Of course, like most residents I have an interest in preserving my view of the downs. I am also a member of the CLA and the NFU. I am well aware of the importance of maintaining the economic viability of the area. I am really a local observer of what has happened in the area. Within the view that I described earlier, just within the AONB--two miles away--lies the house of my noble friend Lord Renton of Mount Harry. Everyone locally is immensely grateful to him for being willing to serve as the chairman of the Sussex Downs Conservation Board. They are also grateful to the previous chairman, the noble Lord, Lord Nathan--my university contemporary and friend--who has just spoken. There is no doubt that he did very well indeed when leading the board in its initial stages. He should also be congratulated on his skill in persuading my noble friend to succeed him as chairman. I am not sure how relaxing a sinecure he may have suggested it was.
It is no surprise that my noble friend Lord Renton has found it necessary to introduce the Bill. The Countryside Commission--now the Countryside Agency--has made us aware that legislation on this matter is needed and that the matter is getting more pressingly urgent. That urgency springs from the serious need to put the Sussex Downs Conservation Board on a firmer footing, as the noble Lord, Lord Nathan, said. As far as concerns
The South Downs dominate our area--their striking beauty is admired far and wide--and the increasing pressure upon them as a result of a major population increase produced the need, first, for designation and, subsequently, for the formation of the voluntary conservation board. As a local observer who lives just outside the area of the downs, I can report that the board has done an awful lot of good. There have been no rows; it has been popular; and there is a universal view that something very closely along the same lines should continue but that its funding must be made more secure.
I trust that the House will give the Bill a Second Reading. I do not agree with my noble friend Lord Jopling that it will do no good to go beyond Second Reading. It is very important that we try to get the Bill into better shape now and that it goes on to Committee stage. The Bill may well be incorporated in other legislation in due course.
Nevertheless, the Bill needs modification. Many of the points about modification have already been mentioned, but perhaps I may say a little more in support of them. There is no mention in the Bill of a responsibility to have regard for the rural economy. That is a matter of great importance. A conservation board should have regard for the rural economy in order to preserve the good will of the people who live and work in its area and to encourage them to help. There is no doubt that they will help; after all, it concerns their homes and their environment too.
I should perhaps also raise the question of representation on the conservation boards. There is no provision in the Bill for direct representation by owners and other land managers. I believe that there should be. The Norfolk Broads board set a precedent in that respect. It has such representation.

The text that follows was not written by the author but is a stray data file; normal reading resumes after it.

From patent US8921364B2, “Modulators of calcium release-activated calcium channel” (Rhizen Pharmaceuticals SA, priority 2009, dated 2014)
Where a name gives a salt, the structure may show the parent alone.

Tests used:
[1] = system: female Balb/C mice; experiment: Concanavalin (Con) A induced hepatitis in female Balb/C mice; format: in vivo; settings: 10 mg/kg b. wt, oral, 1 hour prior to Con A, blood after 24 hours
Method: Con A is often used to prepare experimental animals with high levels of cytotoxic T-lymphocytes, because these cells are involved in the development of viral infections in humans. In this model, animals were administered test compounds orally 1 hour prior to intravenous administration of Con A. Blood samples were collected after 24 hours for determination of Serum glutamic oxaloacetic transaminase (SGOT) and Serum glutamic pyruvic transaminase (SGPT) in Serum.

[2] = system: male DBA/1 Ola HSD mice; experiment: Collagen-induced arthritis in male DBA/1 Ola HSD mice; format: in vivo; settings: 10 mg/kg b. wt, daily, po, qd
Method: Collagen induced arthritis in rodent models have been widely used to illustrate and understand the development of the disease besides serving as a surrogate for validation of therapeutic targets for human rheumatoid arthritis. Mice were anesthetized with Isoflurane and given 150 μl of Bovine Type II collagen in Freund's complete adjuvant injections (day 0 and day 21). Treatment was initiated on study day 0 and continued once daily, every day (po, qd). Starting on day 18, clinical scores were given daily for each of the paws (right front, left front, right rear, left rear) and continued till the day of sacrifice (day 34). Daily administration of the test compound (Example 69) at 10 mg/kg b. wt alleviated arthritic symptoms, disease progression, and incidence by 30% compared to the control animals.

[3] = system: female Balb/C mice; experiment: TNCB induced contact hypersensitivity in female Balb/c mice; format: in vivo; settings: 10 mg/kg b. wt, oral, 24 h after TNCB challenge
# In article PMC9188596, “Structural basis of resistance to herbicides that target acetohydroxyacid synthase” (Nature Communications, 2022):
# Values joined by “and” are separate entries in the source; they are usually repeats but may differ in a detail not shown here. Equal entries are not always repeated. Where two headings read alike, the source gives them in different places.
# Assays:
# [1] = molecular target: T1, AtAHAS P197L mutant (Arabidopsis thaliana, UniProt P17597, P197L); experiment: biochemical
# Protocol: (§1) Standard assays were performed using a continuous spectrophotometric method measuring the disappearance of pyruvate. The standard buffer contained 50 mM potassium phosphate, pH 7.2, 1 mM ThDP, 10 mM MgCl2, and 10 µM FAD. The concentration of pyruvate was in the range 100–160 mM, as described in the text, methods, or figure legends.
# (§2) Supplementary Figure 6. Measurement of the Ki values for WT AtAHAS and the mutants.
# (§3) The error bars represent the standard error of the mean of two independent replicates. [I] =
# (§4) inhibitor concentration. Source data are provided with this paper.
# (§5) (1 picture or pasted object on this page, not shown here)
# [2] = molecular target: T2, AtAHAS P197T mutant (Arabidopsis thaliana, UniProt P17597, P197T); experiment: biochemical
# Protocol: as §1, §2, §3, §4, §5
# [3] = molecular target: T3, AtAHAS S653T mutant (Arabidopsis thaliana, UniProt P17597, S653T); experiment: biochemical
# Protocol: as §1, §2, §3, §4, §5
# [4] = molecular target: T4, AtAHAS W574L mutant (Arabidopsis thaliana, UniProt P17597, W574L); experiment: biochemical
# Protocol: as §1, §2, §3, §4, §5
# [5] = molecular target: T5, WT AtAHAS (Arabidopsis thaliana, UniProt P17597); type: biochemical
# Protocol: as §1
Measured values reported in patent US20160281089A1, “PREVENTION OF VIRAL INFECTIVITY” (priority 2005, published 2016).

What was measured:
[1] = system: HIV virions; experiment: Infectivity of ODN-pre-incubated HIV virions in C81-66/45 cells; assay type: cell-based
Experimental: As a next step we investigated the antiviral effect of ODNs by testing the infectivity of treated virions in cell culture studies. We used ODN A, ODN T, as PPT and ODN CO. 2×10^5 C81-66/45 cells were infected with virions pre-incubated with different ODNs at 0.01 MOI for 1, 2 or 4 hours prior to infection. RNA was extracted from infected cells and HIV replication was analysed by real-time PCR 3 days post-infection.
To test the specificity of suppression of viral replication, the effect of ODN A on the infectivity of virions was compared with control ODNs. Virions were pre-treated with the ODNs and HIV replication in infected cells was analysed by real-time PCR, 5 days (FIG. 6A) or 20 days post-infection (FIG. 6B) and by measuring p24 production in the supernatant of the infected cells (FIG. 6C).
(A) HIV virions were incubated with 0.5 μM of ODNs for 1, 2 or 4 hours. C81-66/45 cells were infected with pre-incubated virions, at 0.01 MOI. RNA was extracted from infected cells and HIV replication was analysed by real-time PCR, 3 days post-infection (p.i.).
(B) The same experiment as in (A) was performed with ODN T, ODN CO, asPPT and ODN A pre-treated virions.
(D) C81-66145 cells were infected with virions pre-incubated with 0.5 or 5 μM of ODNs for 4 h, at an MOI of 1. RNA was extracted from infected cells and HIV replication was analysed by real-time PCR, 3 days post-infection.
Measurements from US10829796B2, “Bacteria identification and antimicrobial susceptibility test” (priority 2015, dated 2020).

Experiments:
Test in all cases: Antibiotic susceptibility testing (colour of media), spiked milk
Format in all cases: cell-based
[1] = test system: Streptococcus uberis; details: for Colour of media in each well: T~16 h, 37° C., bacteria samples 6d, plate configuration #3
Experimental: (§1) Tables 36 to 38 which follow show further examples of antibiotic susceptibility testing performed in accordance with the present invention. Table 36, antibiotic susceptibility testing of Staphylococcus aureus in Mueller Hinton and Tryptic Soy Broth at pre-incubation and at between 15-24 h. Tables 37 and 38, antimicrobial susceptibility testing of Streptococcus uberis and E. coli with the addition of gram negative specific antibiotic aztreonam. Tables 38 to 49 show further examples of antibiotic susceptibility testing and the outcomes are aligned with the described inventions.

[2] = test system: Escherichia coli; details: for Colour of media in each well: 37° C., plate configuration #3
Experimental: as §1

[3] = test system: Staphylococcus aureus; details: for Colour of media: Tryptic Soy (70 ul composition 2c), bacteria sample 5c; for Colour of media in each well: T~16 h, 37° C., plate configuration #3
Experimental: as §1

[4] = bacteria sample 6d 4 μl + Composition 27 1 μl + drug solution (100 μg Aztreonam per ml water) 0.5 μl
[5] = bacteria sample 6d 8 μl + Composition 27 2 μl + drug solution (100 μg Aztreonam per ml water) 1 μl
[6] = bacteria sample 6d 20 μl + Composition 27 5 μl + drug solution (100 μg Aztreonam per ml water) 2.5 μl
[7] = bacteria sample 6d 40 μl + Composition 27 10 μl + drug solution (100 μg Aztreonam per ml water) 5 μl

I am doubtful about the powers in relation to land. I have no particular objection if the board needs to own land, but I do have an objection to the board having compulsory powers. I believe that it wants compulsory powers because there are areas on the downs which do not belong to anyone and it wishes to gain control over those. That is fine as far as it goes, but it is a cumbersome tool with which to purchase land. One should bear in mind that the purpose of the Bill is that other AONBs might want to adopt the same proceedings. I do not think that such a widespread power is necessary or should be given. After all, local authorities have that power--and local authorities are appointed, not elected, bodies.
I have not formed a definite view of Clause 4. I have heard the comment that the powers in the clause could well be unnecessary as local authorities, broadly, already have them. I shall need to consider the clause further. However, I should like to comment specifically on Clause 4(2), paragraph (b) of which relates to the power over adjacent areas. I do not think that that is an
I should like to stress particularly the kind of spirit necessary when a board is established in an AONB. It is most important that the matter is decided by local popular will. Only in that way will the local population carry a board forward well and with the enthusiasm that helps so significantly. I am anxious to ensure that the Bill does that.
Viscount Addison: My Lords, I commend the way in which my noble friend Lord Renton of Mount Harry has introduced both his Bill and the debate. I should declare an interest as a vice-president of the Council for National Parks and the British Trust for Conservation Volunteers.
We support the need for AONB legislation, which would provide for better management of AONBs. Indeed, the CNP signed the Wildlife and Countryside Link AONB paper. Better resources and management of AONBs raise the environmental stakes in the countryside generally and assist with the protection of national parks.
However, the area of the South Downs, which is currently an AONB, is a special case and its future could be compromised by dealing with it in this context. The current context is one of overwhelming support for national park status for the South Downs. A 1998 national opinion poll for the Ramblers Association demonstrated that, nationally, 77 per cent of those questioned felt that the South Downs should be designated a national park. A petition of 21,000 names in support of national park status for the South Downs has recently been submitted to the House of Commons. The Government have a manifesto commitment to designate more areas of countryside as national parks.
As early as 1947, when the Hobhouse Committee was formed, calls were made for the South Downs to be designated a national park. The level of public support for national park status for the South Downs is overwhelming and is on a par with the popular calls in the 1950s for the first 10 national parks to be designated. In today's world of competing priorities, it would be hard to replicate such grass-roots support for other countryside initiatives. The South Downs has been a missing piece of the jigsaw of the national parks family ever since the Hobhouse report of 1947 included it in its list of prospective national parks. Research has indicated that there is no popular opinion, either historical or current, that is pushing for national park status for any other area of outstanding natural beauty.